The key part of the system was running the bricks past a camera paired with a computer running a neural net-based image classifier. That allows the computer (when sufficiently trained on brick images) to recognize bricks and thus categorize them by color, shape, or other parameters. Remember that as bricks pass by, they can be in any orientation, can be dirty, can even be stuck to other pieces. So having a flexible software system is key to recognizing—in a fraction of a second—what a given brick is, in order to sort it out. When a match is found, a jet of compressed air pops the piece off the conveyer belt and into a waiting bin.

After much experimentation, Mattheij rewrote the software (several times in fact) to accomplish a variety of basic tasks. At its core, the system takes images from a webcam and feeds them to a neural network to do the classification. Of course, the neural net needs to be "trained" by showing it lots of images, and telling it what those images represent. Mattheij's breakthrough was allowing the machine to effectively train itself, with guidance: Running pieces through allows the system to take its own photos, make a guess, and build on that guess. As long as Mattheij corrects the incorrect guesses, he ends up with a decent (and self-reinforcing) corpus of training data. As the machine continues running, it can rack up more training, allowing it to recognize a broad variety of pieces on the fly.

Here's another video, focusing on how the pieces move on conveyer belts (running at slow speed so puny humans can follow). You can also see the air jets in action:

In an email interview, Mattheij told Mental Floss that the system currently sorts LEGO bricks into more than 50 categories. It can also be run in a color-sorting mode to bin the parts across 12 color groups. (Thus at present you'd likely do a two-pass sort on the bricks: once for shape, then a separate pass for color.) He continues to refine the system, with a focus on making its recognition abilities faster. At some point down the line, he plans to make the software portion open source. You're on your own as far as building conveyer belts, bins, and so forth.

Check out Mattheij's writeup in two parts for more information. It starts with an overview of the story, followed up with a deep dive on the software. He's also tweeting about the project (among other things). And if you look around a bit, you'll find bulk LEGO brick auctions online—it's definitely a thing!

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Weird
Creative Bar Owners in India Build Maze to Skirt New Liquor Laws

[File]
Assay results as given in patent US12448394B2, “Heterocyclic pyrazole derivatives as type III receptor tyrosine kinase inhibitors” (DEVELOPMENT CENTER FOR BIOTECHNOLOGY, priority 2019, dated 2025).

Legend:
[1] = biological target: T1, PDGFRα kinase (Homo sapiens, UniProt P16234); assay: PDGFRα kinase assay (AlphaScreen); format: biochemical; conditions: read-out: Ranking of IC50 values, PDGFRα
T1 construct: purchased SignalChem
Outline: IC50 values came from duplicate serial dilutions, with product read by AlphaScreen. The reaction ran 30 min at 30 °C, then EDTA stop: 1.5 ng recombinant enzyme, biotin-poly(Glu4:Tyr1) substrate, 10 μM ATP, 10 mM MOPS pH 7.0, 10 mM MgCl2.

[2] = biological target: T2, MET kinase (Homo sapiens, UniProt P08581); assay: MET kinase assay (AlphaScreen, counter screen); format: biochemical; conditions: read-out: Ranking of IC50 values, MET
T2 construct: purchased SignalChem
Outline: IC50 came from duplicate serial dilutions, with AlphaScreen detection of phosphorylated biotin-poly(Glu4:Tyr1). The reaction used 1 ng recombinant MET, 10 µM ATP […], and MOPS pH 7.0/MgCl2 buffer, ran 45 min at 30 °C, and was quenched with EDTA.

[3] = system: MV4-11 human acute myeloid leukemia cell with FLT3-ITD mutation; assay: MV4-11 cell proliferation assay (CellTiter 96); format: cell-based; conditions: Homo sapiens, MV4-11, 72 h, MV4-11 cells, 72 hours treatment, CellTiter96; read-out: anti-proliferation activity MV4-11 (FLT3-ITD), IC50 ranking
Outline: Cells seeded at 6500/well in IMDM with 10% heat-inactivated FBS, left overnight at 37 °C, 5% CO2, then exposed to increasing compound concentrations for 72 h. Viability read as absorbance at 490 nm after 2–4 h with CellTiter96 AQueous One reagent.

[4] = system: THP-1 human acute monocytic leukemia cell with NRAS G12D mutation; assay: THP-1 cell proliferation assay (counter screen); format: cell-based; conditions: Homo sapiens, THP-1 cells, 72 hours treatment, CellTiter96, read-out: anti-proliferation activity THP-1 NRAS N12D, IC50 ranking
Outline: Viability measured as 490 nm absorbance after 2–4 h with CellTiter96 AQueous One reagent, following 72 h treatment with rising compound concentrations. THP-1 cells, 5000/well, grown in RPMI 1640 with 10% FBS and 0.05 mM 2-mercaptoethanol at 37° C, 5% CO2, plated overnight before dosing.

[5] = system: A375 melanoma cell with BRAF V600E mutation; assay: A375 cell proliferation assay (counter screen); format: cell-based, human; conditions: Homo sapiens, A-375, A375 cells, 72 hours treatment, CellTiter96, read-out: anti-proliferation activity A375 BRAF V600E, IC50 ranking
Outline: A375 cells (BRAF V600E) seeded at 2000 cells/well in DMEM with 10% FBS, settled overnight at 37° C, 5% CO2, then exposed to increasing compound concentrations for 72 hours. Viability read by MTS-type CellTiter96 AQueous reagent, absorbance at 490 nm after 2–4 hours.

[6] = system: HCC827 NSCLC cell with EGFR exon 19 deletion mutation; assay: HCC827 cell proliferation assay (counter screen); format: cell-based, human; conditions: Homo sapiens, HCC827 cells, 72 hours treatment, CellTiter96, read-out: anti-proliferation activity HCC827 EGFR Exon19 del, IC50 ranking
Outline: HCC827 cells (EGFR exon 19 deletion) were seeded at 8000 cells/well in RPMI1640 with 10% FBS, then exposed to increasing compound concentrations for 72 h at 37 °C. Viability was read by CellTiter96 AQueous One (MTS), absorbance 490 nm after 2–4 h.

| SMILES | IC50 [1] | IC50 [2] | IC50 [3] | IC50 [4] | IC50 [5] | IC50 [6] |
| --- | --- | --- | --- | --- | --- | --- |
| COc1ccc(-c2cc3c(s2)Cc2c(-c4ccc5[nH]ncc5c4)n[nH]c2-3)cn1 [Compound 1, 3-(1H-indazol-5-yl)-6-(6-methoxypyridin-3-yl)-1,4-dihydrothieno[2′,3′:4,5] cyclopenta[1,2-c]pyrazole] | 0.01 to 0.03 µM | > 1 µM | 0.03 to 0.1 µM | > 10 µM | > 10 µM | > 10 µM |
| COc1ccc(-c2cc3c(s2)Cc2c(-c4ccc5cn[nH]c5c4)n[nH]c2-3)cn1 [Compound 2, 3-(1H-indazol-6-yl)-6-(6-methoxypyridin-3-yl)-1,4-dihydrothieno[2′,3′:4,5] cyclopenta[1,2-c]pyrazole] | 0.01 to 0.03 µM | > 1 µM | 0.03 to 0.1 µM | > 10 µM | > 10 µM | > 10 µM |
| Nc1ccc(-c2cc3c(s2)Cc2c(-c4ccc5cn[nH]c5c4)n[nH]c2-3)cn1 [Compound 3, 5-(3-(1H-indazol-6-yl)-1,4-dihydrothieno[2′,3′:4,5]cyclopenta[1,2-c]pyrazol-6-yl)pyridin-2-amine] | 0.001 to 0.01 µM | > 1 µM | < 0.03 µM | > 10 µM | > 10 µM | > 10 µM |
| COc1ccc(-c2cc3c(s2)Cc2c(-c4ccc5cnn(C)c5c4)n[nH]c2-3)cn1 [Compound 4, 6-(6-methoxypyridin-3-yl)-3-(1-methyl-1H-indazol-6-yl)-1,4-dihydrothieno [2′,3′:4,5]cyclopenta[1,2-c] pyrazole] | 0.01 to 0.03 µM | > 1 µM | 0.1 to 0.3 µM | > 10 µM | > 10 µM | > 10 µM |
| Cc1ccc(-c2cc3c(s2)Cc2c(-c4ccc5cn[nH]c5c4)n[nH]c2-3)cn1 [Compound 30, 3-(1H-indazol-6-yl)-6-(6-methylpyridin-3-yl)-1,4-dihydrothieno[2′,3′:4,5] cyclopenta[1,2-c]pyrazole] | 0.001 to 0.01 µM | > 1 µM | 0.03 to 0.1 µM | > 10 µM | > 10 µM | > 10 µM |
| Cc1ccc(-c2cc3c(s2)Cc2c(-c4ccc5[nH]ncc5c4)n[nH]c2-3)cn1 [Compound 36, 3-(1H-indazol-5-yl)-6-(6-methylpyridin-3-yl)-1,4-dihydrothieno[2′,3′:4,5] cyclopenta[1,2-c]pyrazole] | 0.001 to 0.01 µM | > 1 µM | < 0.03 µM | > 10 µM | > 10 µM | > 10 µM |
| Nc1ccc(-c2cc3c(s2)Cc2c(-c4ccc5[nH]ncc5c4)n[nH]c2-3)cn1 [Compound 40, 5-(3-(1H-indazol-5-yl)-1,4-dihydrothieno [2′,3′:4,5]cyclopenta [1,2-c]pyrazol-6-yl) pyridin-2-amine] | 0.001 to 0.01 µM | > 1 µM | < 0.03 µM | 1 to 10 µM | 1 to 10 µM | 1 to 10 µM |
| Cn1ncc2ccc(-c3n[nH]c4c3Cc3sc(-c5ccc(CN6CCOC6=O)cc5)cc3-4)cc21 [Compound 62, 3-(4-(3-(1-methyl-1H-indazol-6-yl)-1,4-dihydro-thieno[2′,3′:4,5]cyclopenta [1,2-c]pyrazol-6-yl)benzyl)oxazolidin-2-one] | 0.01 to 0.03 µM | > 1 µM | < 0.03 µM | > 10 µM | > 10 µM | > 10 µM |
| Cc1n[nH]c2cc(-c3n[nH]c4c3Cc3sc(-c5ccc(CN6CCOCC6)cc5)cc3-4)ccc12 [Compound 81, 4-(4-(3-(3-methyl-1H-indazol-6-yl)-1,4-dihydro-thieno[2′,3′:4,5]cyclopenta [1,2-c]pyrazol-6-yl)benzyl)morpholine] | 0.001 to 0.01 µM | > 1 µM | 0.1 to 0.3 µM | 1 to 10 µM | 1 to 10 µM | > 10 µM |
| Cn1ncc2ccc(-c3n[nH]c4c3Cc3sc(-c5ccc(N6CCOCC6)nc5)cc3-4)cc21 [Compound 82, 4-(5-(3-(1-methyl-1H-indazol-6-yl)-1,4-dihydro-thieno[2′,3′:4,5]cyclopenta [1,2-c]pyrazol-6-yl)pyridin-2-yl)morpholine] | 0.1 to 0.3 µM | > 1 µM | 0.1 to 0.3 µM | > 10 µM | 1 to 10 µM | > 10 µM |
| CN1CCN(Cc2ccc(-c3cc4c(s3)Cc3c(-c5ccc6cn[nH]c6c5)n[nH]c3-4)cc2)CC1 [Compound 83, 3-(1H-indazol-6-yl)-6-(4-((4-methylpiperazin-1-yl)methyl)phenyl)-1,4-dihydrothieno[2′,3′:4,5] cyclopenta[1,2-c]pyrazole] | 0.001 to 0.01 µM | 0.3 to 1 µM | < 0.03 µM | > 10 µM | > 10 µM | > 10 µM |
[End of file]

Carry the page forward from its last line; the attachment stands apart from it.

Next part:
June 20, 2017
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Facing a complicated legal maze, a bar in the southern Indian state of Kerala decided to construct a real one to stay in business, according to The Times of India. Aiswarya Bar, a watering hole that sits around 500 feet from a national highway, was threatened in 2016 after India's Supreme Court banned alcohol sales within 1640 feet of state and country-wide expressways to curb drunk driving. Instead of moving or ceasing operation, Aiswarya Bar's proprietors got creative: They used prefabricated concrete to construct a convoluted pathway outside the entrance, which more than tripled the distance from car to bar.

Aiswarya Bar's unorthodox solution technically adhered to the law, so members of the State Excise Administration—which regulates commodities including alcohol—initially seemed to accept the plan.

"We do [not] measure the aerial distance but only the walking distance," a representative told The Times of India. "However, they will be fined for altering the entrance."

Follow-up reports, though, indicate that the bar isn't in the clear quite yet. Other officials reportedly want to measure the distance between the bar and the highway, and not the length of the road to the bar itself.

Amid all the bureaucratic drama, Aiswarya Bar has gained global fame for both metaphorically and literally circumnavigating the law. But as a whole, liquor-serving establishments in India are facing tough times: As Quartz reports, the alcohol ban—which ordered bars, hotels, and pubs along highways to cancel their liquor licenses by April 1, 2017—has resulted in heavy financial losses, and the estimated loss of over 1 million jobs. Aiswarya Bar's owner, who until recently operated as many as nine local bars, is just one of many afflicted entrepreneurs.

Some state governments, which receive a large portion of their total revenue from liquor sales, are now attempting to downgrade the status of their state and national highways. To continue selling liquor in roadside establishments, they're rechristening thoroughfares as "urban roads," "district roads," and "local authority roads." So far, the jury's still out on whether Kerala—the notoriously heavy-drinking state in which Aiswarya Bar is located—will become one of them.

[h/t The Times of India]